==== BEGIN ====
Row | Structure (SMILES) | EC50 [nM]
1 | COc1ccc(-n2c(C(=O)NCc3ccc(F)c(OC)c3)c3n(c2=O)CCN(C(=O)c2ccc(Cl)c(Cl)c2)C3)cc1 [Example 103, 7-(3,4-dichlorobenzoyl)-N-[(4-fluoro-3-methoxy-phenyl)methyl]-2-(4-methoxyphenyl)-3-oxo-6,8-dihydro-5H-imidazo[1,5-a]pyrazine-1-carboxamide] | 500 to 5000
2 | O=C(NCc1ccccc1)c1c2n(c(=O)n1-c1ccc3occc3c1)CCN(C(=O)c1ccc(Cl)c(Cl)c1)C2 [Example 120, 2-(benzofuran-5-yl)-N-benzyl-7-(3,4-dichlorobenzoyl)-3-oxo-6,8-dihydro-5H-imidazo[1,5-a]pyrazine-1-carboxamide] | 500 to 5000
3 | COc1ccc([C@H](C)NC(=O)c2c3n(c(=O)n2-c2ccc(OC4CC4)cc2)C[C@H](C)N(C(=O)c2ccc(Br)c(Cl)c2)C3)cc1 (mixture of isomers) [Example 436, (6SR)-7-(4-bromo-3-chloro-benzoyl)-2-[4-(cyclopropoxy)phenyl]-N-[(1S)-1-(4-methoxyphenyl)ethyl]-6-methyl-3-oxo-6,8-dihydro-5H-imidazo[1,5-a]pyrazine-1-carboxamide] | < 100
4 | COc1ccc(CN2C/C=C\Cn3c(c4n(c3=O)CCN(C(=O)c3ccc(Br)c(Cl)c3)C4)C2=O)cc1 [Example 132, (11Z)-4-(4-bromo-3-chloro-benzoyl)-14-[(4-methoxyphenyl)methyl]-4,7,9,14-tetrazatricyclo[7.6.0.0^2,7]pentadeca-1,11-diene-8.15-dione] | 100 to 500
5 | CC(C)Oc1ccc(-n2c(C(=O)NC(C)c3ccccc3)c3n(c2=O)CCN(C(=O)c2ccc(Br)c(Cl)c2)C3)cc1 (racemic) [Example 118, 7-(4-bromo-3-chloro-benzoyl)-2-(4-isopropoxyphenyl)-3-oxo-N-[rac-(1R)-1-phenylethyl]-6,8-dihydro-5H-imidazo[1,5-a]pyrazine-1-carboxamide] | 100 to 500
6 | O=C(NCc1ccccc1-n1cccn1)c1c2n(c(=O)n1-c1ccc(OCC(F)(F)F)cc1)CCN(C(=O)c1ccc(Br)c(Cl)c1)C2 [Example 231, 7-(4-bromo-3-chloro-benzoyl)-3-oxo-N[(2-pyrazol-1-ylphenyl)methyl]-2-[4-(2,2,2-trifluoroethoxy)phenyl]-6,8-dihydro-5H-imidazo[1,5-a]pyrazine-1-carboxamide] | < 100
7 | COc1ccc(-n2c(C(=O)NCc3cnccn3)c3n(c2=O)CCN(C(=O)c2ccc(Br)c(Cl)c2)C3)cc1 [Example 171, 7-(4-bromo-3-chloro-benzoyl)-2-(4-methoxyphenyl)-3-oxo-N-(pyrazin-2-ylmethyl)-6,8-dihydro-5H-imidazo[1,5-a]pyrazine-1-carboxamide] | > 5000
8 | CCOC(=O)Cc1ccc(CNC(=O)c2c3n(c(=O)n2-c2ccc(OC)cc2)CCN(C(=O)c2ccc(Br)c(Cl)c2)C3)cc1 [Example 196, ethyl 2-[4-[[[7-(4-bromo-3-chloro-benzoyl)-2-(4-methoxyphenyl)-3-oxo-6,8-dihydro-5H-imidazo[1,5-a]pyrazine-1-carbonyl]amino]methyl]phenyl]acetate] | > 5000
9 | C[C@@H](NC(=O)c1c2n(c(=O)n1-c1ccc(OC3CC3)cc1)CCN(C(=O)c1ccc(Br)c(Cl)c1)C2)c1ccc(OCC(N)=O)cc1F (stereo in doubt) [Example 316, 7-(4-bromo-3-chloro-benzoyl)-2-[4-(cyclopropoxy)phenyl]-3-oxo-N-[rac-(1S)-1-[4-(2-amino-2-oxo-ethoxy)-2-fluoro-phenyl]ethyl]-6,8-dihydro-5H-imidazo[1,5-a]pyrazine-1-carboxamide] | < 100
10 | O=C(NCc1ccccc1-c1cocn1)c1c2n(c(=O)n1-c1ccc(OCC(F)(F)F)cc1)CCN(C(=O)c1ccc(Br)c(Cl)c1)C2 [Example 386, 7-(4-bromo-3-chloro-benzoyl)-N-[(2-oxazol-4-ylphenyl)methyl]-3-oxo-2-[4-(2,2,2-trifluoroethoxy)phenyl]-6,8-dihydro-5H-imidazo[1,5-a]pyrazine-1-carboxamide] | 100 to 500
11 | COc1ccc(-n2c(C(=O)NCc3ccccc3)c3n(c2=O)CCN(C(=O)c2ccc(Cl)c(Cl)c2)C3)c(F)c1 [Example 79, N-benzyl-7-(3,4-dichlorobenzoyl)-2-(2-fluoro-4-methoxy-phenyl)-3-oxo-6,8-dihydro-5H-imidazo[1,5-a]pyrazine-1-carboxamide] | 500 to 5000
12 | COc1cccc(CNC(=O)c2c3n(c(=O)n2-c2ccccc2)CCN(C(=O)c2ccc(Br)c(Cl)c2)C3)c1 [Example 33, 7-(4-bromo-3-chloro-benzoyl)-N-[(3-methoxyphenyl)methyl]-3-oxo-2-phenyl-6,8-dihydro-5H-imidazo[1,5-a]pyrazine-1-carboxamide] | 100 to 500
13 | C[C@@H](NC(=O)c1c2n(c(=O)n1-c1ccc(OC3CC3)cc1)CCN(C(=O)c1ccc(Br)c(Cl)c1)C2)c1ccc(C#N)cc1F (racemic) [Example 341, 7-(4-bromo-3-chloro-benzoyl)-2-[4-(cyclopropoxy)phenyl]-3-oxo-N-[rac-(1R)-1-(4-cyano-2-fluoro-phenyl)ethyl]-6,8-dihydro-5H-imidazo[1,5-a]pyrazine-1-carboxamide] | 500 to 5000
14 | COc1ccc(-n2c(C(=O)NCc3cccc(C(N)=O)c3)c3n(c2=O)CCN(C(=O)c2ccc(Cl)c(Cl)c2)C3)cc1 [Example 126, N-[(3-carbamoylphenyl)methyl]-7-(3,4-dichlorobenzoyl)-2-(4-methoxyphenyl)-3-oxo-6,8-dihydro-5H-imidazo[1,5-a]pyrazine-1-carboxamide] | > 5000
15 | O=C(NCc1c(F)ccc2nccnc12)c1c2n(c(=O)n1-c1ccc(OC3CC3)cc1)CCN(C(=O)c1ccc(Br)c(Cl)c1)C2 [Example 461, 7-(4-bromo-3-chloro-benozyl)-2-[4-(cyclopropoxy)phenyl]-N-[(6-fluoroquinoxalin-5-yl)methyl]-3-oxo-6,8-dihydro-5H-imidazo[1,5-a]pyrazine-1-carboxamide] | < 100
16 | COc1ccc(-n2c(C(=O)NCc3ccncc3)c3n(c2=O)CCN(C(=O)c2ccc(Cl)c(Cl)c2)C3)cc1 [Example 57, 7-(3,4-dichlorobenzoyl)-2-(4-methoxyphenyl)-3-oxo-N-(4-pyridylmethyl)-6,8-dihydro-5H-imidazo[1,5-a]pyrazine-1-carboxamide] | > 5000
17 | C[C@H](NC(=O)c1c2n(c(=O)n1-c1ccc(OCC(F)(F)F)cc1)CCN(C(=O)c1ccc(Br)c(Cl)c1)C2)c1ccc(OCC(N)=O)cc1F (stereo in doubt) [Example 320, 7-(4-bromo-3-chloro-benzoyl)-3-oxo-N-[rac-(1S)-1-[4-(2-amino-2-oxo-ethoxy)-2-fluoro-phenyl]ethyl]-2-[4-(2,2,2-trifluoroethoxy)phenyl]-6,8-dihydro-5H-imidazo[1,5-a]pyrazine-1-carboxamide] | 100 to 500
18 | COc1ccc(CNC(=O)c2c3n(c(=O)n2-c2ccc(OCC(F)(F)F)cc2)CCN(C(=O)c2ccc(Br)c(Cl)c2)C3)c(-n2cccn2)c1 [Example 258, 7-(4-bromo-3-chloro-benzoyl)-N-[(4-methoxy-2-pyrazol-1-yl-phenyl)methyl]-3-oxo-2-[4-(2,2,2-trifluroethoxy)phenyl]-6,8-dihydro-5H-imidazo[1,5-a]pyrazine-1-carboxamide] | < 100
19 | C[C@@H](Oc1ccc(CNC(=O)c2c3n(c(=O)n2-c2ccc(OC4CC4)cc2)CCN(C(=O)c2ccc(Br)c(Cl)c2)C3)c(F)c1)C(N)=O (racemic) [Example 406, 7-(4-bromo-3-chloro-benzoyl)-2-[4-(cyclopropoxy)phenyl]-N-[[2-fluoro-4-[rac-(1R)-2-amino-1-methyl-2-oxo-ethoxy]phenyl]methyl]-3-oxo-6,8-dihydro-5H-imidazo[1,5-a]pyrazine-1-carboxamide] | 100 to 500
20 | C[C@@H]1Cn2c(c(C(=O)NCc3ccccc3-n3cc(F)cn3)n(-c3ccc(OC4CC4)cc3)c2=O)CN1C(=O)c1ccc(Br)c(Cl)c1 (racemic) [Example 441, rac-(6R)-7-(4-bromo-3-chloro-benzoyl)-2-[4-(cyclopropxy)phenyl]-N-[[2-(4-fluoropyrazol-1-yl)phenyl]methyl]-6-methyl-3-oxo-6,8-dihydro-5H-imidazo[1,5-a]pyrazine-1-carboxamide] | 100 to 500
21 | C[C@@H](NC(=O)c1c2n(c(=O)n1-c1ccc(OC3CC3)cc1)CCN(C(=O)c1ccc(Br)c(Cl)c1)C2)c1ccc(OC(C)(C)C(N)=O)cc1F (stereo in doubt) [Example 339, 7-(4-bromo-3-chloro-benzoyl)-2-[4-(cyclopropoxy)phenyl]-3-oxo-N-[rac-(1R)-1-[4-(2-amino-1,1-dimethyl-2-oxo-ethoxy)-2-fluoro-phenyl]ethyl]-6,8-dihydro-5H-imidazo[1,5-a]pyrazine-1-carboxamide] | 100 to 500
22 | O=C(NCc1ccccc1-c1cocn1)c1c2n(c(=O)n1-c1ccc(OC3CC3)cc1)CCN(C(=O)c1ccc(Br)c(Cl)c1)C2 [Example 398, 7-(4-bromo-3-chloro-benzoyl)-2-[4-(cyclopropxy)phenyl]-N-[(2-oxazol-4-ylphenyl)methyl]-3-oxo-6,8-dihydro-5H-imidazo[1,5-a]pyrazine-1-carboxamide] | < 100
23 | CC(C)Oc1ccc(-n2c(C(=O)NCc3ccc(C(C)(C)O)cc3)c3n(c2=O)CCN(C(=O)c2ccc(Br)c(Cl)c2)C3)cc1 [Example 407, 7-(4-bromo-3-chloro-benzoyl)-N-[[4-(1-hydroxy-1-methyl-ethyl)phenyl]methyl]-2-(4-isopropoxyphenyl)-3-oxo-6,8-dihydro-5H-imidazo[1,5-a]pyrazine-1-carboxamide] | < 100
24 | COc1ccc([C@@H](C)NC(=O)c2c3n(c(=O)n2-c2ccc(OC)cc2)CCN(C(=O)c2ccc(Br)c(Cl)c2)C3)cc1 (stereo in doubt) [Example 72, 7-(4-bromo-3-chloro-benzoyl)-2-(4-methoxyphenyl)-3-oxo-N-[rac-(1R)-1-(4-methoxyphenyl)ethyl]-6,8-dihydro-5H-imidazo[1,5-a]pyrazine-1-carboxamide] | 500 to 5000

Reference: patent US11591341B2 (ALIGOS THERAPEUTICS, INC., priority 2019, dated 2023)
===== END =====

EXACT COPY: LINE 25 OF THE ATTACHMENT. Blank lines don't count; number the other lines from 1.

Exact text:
24 | COc1ccc([C@@H](C)NC(=O)c2c3n(c(=O)n2-c2ccc(OC)cc2)CCN(C(=O)c2ccc(Br)c(Cl)c2)C3)cc1 (stereo in doubt) [Example 72, 7-(4-bromo-3-chloro-benzoyl)-2-(4-methoxyphenyl)-3-oxo-N-[rac-(1R)-1-(4-methoxyphenyl)ethyl]-6,8-dihydro-5H-imidazo[1,5-a]pyrazine-1-carboxamide] | 500 to 5000